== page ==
The age of using spreadsheets to monitor marketing performance is coming to a close. Gone are the days when marketers had to painstakingly enter huge volumes of data into static software programmes, and the late nights they had to spend manually pouring over spreadsheets just to develop their ROI and pipeline reports.
Traditional methods of marketing analysis are not only time-consuming, they are also inefficient. This means that many businesses continue to miss opportunities that are hidden in plain sight in their data and develop content that does not resonate with their audience. Results from a recent study by CSO Insights reveal that 88 per cent of sales and marketing leaders admit they missed opportunities due to inadequate information1
Marketers today realise that to succeed in an increasingly competitive market, they must find a way to tie together the enormous amount of data they collect from customers and from across their organisations. This will help them to develop more engaging content.
That being said, with so much information to process marketers will need to modernise their systems and turn to more powerful reporting technologies to get the job done.
Turning data into results
Intelligent marketing technologies offer businesses a robust set of analysis and reporting tools that make it much easier for them to collate all their valuable data and measure the effectiveness of their marketing efforts.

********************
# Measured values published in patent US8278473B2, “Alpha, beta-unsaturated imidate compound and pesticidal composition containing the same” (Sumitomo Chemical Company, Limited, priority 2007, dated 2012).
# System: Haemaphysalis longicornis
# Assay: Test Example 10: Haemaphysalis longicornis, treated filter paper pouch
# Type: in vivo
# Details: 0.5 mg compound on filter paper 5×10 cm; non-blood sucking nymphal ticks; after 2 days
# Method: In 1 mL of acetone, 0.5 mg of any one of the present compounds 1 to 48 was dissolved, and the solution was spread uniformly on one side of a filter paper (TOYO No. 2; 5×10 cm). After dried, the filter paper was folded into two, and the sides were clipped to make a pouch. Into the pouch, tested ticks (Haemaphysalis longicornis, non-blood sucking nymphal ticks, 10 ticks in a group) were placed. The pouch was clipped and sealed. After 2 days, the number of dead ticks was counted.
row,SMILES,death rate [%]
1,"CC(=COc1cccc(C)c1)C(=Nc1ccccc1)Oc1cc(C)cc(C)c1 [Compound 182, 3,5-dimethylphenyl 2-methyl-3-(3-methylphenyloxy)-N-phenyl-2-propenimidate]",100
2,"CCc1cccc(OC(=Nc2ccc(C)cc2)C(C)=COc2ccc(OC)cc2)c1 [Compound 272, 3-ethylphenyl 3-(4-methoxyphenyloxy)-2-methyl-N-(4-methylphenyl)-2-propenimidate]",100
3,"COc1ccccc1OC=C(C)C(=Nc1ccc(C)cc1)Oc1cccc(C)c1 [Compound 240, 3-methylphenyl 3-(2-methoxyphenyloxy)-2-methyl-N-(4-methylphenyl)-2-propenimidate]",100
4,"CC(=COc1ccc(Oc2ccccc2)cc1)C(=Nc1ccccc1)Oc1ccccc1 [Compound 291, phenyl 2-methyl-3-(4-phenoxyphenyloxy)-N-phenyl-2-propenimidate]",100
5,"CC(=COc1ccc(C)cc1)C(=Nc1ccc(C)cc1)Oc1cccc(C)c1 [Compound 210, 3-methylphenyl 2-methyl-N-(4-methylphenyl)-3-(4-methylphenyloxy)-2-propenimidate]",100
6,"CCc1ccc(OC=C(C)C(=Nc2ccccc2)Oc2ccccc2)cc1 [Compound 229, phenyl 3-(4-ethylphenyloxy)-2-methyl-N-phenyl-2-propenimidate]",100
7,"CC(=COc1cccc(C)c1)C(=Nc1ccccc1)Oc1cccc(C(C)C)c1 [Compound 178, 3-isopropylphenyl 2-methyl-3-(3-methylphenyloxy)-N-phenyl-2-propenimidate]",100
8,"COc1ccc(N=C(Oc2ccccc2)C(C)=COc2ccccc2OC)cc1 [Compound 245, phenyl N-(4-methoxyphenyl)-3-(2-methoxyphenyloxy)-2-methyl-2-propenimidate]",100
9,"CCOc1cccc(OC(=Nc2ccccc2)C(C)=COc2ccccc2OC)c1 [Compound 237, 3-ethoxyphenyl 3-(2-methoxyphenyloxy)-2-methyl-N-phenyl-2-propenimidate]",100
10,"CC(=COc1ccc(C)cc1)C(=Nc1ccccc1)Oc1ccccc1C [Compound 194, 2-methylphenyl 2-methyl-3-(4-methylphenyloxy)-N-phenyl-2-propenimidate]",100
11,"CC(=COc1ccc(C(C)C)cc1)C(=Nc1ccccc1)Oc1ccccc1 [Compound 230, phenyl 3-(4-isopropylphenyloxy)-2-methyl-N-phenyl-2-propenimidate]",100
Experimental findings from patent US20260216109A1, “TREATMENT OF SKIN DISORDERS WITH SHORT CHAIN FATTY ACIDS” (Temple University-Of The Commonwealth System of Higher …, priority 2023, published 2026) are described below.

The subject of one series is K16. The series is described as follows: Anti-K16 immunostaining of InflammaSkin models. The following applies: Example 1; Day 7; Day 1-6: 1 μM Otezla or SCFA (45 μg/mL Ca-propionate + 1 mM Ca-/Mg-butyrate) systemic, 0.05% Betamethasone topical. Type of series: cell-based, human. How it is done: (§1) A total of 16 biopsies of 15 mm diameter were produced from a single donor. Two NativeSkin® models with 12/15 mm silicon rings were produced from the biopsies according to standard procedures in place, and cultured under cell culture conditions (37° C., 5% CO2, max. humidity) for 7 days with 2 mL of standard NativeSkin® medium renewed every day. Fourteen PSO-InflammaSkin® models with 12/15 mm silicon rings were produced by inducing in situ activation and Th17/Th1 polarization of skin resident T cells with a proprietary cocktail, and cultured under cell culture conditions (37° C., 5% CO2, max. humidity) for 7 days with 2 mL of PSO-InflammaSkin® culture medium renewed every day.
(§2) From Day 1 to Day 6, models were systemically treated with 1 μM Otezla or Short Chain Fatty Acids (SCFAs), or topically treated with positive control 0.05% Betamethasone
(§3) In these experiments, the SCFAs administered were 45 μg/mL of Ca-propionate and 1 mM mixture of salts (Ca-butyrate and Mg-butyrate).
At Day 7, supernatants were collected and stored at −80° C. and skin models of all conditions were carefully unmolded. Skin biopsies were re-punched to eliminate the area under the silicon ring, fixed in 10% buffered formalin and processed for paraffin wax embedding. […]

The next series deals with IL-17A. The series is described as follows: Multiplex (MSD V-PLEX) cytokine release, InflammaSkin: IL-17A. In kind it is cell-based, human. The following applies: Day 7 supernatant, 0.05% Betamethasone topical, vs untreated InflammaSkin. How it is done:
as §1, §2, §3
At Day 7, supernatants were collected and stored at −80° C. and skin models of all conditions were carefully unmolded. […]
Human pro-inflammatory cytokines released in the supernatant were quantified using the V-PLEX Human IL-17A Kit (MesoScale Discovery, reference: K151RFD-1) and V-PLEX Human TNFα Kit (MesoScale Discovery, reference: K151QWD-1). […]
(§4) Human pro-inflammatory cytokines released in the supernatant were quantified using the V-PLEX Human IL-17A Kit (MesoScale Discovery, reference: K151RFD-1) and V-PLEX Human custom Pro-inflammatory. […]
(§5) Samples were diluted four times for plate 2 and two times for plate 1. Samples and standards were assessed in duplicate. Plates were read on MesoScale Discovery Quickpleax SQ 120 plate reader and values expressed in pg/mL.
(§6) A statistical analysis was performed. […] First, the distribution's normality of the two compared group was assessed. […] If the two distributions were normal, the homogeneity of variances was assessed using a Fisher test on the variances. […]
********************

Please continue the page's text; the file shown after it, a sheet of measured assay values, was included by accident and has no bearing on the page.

Systems such as these have already helped many marketers boost sales and hit their ROI targets.
Leading media and intelligence firm Thomson Reuters was looking for a way to better align its sales and marketing operations, improve prospect segmentation and targeting, and minimise lead leakage from its sales and marketing funnel. Following the implementation of new marketing and customer profiling technologies, the company gained a clearer understanding of the quality and quantity of leads it needed to achieve its revenue targets. By adapting its marketing operations to these insights, Thomson Reuters saw a significant boost in the number leads sent to sales and a 72 per cent reduction in conversion times, which allowed it to almost double its marketing lead revenue2.
Of course, it is not enough to only collect large volumes of data and expect change organically. The success of Thomson Reuters’ implementation was built on both powerful technologies, and on well-defined strategies that allow the company make the most of these resources.
A well-defined data collection strategy can provide businesses with the means to better understand how the market is reacting to a chosen approach, and to quickly adjust their tactics when needed. Just as importantly, the more feedback businesses collect and action, the more focussed and relevant their marketing content can become. In this way, new technologies promote an evolutionary approach to marketing that can help companies build incrementally stronger strategies over time.
Develop ideas that stand out
The truth is that while many marketers know a great deal about their audience, they have struggled to execute campaigns that really tap into this knowledge. According to SiriusDecisions, 70 per cent of marketing content that is created goes unused3.
To excel in today’s digital and mobile environment, businesses cannot afford to waste time and money developing content that will not resonate with customers. With the marketing technologies now at their disposal, these companies can align the marketing functions across their organisations to make the most of their efforts and separate themselves from the competition with truly impactful ideas.
By Rob Heerdegen, Senior Marketing Advisor at Oracle.
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